Wrap Agreement Meaning

Gateway, Inc., which found these agreements unenforceable (e.B Specht v. Netscape Communications Corp.[3]), did not comment on the shrink film contracts as a whole. These decisions are divided on the issue of consent, the first being that only an objective manifestation of consent is required, while the second requires at least the possibility of subjective consent. In particular, the Netscape contract was rejected because it did not have an explicit consent decision (no “I agree” button) and because the contract was not presented directly to the user (users had to click on a link to access the terms). However, the Court stated in the present case that “a reasonably visible notice of the existence of contractual terms and the clear demonstration of consumers` ability to comply with those conditions are essential for electronic negotiations to be honest and credible”. Specht, 306 F.3d 17. Shrink Film Licenses: The Debate Continues, Unicorn, D. A. (1997). Idea, 38, 383. The Death of Copyright: Enforceability of Shrinkwrap Licensing Agreements, Minassian, A. (1997).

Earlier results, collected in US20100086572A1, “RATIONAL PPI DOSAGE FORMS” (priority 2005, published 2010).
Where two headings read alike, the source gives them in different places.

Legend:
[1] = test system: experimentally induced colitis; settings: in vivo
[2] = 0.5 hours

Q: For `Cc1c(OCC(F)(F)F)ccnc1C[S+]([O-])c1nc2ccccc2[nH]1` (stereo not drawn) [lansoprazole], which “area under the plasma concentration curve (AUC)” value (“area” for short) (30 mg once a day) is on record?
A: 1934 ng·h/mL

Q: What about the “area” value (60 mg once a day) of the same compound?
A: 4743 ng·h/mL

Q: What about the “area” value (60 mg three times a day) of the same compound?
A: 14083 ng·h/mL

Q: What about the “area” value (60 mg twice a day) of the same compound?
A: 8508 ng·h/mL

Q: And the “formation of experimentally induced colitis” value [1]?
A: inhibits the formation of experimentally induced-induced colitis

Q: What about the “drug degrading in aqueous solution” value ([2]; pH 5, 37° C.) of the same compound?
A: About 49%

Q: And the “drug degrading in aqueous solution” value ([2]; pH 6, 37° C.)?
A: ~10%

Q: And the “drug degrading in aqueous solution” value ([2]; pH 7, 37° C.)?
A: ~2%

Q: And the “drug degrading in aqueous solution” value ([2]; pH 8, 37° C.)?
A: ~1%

UCLA L. Rev., 45, 569. Will Shrinkwrap Suffocate Fair Use, Morris, E. (2006). Santa Clara Computer & High Tech. LJ, 23, 237. It is best to indicate the existence of the contract via a pop-up window with a checkbox containing a language such as “I accept the terms and conditions”. There should also be a hyperlink to a web page that documents the full consent that the user accepts. Courts are divided on whether a consumer accepts the terms of a shrink film contract because he pays for the product and goes so far as to open the packaging but has no real knowledge of what the terms are until he opens the packaging to read them. .